17 Aug 2010

onebit_26Note: This is part of a series, you can find the rest of the parts in the series index.

One of the aspects of Pull is that it had to be multi-threaded, because things like downloading a massive podcast shouldn’t lock up the UI. Threading has become pretty easy in .NET 4 thanks to things like PLINQ or Parallel Extensions. However cross thread communication hasn’t gotten easier in .NET 4.

My idea to solve this was to create a internal bus – which is just an implementation of the pub/sub pattern. A bunch of subscribers register with the bus for a specific message type and when a message is given to the bus, it passes it to the correct subscribers.

image 

First thing I did was create a simple singleton instance of my bus class:

internal class Bus
{
    private static Bus bus = new Bus();

    private Bus()
    {
        publisher = new Publisher();
    }

    public static Bus GetBus()
    {
        return bus;
    }        

This ensures that all threads get the same instance. Inside my bus class I implement the new .NET 4 IObserver/IObservable interfaces which gives me all the pub/sub magic. This is all internal to the bus class so that usage in my application is just with bus. For example the methods for registering a subscriber is, which hides the pub/sub concept completely.

public void Register<T>(DataAction actions, Action<T> method, Control control = null)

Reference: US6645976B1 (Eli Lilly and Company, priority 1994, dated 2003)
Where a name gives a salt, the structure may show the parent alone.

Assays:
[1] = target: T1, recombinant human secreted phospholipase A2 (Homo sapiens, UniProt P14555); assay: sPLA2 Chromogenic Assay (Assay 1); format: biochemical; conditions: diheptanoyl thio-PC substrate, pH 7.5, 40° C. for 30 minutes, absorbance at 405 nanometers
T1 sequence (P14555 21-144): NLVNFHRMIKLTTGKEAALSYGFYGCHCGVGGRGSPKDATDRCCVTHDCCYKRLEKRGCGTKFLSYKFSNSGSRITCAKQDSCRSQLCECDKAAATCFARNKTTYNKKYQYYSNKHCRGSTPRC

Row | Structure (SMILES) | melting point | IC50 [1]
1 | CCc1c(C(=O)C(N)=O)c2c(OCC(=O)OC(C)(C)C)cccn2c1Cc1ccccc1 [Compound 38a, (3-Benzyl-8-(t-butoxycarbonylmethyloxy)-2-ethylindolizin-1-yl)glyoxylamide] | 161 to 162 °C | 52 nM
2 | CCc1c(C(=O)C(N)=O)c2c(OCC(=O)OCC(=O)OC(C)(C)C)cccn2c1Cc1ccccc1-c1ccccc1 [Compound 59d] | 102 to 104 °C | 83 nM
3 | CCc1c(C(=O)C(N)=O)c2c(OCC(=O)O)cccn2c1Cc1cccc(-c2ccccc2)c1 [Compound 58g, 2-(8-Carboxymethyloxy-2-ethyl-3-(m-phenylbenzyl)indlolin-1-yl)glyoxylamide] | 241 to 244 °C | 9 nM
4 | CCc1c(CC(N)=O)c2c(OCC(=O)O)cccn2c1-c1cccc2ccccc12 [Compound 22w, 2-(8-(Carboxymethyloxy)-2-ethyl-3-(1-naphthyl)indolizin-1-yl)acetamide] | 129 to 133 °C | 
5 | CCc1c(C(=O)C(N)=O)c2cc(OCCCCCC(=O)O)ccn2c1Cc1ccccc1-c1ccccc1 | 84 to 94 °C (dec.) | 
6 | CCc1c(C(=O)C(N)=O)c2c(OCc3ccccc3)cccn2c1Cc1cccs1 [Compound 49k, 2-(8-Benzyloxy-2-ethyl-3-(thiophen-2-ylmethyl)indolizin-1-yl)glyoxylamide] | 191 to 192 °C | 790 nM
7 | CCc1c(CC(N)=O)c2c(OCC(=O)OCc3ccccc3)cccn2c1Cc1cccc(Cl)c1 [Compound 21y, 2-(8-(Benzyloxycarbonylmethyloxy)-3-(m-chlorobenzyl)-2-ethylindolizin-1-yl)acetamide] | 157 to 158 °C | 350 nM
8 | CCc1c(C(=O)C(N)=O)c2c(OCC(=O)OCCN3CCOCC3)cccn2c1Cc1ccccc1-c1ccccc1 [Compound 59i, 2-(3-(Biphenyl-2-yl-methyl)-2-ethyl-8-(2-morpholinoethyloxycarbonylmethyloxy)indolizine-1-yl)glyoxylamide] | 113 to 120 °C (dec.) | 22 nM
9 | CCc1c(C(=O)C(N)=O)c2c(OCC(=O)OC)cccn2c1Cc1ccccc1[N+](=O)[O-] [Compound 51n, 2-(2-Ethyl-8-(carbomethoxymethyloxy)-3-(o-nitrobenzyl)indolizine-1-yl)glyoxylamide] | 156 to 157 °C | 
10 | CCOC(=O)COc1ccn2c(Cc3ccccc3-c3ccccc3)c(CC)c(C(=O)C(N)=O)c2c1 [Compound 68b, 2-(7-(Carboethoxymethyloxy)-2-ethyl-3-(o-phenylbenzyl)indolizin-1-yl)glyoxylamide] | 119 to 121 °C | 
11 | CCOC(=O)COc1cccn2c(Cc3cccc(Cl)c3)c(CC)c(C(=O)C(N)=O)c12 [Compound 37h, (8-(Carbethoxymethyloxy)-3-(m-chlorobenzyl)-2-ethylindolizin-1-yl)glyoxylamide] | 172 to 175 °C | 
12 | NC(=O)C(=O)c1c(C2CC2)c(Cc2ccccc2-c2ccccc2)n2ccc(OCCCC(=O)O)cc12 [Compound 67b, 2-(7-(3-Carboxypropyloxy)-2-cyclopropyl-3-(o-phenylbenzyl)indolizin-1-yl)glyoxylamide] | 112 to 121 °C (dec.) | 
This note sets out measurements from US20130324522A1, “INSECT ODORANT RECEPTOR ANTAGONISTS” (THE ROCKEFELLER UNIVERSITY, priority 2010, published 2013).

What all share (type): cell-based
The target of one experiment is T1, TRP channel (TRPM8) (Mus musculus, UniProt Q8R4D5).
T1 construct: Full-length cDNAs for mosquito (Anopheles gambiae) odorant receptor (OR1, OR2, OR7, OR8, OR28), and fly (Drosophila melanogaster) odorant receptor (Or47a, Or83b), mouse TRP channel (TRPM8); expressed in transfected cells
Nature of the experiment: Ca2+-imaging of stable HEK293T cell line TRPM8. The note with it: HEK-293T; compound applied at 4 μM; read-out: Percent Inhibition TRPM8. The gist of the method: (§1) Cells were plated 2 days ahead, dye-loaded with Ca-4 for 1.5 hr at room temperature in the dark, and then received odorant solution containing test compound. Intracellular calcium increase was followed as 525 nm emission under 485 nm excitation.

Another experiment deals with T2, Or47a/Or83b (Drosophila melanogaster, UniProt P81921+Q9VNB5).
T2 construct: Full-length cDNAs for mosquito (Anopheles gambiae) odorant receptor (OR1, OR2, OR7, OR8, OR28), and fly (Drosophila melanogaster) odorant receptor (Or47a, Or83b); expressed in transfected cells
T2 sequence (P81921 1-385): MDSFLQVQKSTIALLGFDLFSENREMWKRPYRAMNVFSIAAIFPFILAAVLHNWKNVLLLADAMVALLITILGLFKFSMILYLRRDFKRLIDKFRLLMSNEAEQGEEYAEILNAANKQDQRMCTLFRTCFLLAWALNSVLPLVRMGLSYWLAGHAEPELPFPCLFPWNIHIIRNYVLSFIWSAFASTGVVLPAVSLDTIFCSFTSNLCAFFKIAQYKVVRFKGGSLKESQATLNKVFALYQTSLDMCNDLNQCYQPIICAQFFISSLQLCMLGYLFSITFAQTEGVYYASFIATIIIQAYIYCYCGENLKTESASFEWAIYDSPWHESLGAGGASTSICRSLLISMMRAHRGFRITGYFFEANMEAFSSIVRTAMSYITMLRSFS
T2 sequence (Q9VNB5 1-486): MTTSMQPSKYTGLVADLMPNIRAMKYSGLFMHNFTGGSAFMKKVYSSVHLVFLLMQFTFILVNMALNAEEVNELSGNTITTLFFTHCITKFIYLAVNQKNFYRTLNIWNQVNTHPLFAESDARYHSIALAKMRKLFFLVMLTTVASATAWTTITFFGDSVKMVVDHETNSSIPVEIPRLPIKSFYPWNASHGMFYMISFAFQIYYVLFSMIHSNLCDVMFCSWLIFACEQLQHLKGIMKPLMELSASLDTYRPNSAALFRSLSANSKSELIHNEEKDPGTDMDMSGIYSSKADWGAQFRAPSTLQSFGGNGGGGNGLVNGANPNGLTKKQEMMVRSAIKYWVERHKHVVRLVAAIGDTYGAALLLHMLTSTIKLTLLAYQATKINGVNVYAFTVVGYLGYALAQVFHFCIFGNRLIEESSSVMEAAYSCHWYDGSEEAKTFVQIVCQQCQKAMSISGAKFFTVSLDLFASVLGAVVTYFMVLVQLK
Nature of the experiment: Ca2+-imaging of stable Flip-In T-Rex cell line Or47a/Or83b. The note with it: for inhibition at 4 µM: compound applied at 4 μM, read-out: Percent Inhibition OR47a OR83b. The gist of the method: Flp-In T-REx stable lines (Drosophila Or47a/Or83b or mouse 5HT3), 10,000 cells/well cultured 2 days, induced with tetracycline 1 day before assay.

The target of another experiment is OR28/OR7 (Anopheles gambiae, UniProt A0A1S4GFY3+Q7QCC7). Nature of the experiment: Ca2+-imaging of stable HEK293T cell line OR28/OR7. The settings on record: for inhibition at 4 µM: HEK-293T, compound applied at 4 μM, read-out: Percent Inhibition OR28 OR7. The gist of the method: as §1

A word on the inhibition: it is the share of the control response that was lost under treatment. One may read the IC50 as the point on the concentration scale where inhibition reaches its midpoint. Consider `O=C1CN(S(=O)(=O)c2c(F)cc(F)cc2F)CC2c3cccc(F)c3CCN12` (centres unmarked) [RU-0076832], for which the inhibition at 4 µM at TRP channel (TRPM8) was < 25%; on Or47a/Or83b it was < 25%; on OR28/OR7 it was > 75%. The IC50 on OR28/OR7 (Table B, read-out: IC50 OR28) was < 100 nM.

{
    publisher.Subscribe(new Subscriber<T>(actions, method, control));
}

public void Register(DataAction actions, Action method, Control control = null)
{
    Action<object> fakeMethod = value => { method(); };
    this.Register(actions, fakeMethod, control);
}

One of the options when registering a subscriber is you can is pass in a control, which I use for handling objects owned by other threads which makes it very easy to update the UI.

Broadcasting to all subscribers who have registered for a message type is handled by a very simple method:

public void Broadcast<T>(DataAction action, T data)
{
    publisher.Update(action, data);
}

public void Broadcast(DataAction action)
{
    this.Broadcast<object>(action, null);
}

To identify the type of message I am using an enum, which I do not feel too great about. The advantage of using enum’s is that there is no magic strings which the compiler can’t identify (i.e. if I mistype a message, the compiler tells me) and that I can use flags to broadcast multiple messages at once. However the downside of enum’s means adding a new message means editing the list of enum’s which isn’t so great.

Final Thoughts

Overall I am exceptionally happy with the bus as it solved so many problems I have had with multi-threaded applications and I think should be a standard in application design in future.

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Pulled Apart - Part XI: Talking to yourself is ok, but answe's picture

[...] get the right ID (see line 1 about – the NotifyMessageID) I then act on it. In my case I use the bus to tell IMPF that there is a new [...]

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